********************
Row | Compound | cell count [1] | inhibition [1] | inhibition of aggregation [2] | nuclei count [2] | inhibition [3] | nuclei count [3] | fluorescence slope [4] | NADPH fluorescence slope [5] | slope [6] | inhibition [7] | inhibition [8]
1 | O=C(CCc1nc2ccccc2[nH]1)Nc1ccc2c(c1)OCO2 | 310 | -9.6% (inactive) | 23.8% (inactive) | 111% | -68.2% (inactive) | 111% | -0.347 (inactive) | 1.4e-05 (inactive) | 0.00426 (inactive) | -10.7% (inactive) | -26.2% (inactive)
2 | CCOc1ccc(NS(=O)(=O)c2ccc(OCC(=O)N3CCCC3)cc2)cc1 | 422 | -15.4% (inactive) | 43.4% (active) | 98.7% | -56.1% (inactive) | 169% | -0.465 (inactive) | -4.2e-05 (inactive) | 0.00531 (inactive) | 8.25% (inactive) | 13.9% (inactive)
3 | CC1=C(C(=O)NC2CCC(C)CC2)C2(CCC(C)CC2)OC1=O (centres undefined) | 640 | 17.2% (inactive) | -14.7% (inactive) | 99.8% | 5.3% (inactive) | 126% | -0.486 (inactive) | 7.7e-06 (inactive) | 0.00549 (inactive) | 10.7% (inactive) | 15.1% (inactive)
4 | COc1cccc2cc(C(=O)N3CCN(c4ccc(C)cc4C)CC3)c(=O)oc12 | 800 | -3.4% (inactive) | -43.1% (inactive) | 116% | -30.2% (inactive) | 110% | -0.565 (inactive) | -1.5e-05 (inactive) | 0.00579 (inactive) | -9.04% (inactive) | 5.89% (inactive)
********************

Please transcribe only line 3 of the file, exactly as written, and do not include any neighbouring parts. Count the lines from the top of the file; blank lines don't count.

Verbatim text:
2 | CCOc1ccc(NS(=O)(=O)c2ccc(OCC(=O)N3CCCC3)cc2)cc1 | 422 | -15.4% (inactive) | 43.4% (active) | 98.7% | -56.1% (inactive) | 169% | -0.465 (inactive) | -4.2e-05 (inactive) | 0.00531 (inactive) | 8.25% (inactive) | 13.9% (inactive)